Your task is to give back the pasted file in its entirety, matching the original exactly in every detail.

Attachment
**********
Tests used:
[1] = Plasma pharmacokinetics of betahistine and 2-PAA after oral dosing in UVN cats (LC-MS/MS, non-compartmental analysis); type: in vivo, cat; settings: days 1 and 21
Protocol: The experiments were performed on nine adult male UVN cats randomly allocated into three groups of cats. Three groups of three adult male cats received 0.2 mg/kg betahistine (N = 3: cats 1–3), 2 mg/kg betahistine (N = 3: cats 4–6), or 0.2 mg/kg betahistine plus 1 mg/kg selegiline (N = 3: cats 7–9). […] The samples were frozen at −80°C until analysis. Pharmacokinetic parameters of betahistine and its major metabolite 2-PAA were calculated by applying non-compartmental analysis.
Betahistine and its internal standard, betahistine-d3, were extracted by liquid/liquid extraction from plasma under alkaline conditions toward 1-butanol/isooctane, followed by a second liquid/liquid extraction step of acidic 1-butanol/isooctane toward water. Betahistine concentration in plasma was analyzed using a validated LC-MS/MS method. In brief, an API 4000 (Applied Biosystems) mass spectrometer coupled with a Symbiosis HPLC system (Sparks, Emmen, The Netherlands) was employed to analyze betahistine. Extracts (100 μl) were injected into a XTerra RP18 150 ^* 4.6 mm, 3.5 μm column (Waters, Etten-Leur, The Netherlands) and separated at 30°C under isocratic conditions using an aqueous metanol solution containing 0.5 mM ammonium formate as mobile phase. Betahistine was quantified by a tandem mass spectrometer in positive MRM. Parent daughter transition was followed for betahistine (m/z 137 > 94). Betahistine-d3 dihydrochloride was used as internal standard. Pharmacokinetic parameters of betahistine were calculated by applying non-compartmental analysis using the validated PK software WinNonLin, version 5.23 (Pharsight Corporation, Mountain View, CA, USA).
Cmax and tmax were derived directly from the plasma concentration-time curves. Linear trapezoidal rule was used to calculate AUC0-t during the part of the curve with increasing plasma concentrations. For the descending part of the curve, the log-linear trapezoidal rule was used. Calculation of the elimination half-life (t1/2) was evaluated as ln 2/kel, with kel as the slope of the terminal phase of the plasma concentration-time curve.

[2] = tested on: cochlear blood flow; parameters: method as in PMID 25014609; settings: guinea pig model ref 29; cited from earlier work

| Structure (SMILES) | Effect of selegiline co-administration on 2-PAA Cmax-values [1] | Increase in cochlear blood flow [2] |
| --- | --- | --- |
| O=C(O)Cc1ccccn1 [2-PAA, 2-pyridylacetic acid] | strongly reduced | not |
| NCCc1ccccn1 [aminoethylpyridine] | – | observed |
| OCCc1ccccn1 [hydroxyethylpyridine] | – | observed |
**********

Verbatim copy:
Tests used:
[1] = Plasma pharmacokinetics of betahistine and 2-PAA after oral dosing in UVN cats (LC-MS/MS, non-compartmental analysis); type: in vivo, cat; settings: days 1 and 21
Protocol: The experiments were performed on nine adult male UVN cats randomly allocated into three groups of cats. Three groups of three adult male cats received 0.2 mg/kg betahistine (N = 3: cats 1–3), 2 mg/kg betahistine (N = 3: cats 4–6), or 0.2 mg/kg betahistine plus 1 mg/kg selegiline (N = 3: cats 7–9). […] The samples were frozen at −80°C until analysis. Pharmacokinetic parameters of betahistine and its major metabolite 2-PAA were calculated by applying non-compartmental analysis.
Betahistine and its internal standard, betahistine-d3, were extracted by liquid/liquid extraction from plasma under alkaline conditions toward 1-butanol/isooctane, followed by a second liquid/liquid extraction step of acidic 1-butanol/isooctane toward water. Betahistine concentration in plasma was analyzed using a validated LC-MS/MS method. In brief, an API 4000 (Applied Biosystems) mass spectrometer coupled with a Symbiosis HPLC system (Sparks, Emmen, The Netherlands) was employed to analyze betahistine. Extracts (100 μl) were injected into a XTerra RP18 150 ^* 4.6 mm, 3.5 μm column (Waters, Etten-Leur, The Netherlands) and separated at 30°C under isocratic conditions using an aqueous metanol solution containing 0.5 mM ammonium formate as mobile phase. Betahistine was quantified by a tandem mass spectrometer in positive MRM. Parent daughter transition was followed for betahistine (m/z 137 > 94). Betahistine-d3 dihydrochloride was used as internal standard. Pharmacokinetic parameters of betahistine were calculated by applying non-compartmental analysis using the validated PK software WinNonLin, version 5.23 (Pharsight Corporation, Mountain View, CA, USA).
Cmax and tmax were derived directly from the plasma concentration-time curves. Linear trapezoidal rule was used to calculate AUC0-t during the part of the curve with increasing plasma concentrations. For the descending part of the curve, the log-linear trapezoidal rule was used. Calculation of the elimination half-life (t1/2) was evaluated as ln 2/kel, with kel as the slope of the terminal phase of the plasma concentration-time curve.

[2] = tested on: cochlear blood flow; parameters: method as in PMID 25014609; settings: guinea pig model ref 29; cited from earlier work

| Structure (SMILES) | Effect of selegiline co-administration on 2-PAA Cmax-values [1] | Increase in cochlear blood flow [2] |
| --- | --- | --- |
| O=C(O)Cc1ccccn1 [2-PAA, 2-pyridylacetic acid] | strongly reduced | not |
| NCCc1ccccn1 [aminoethylpyridine] | – | observed |
| OCCc1ccccn1 [hydroxyethylpyridine] | – | observed |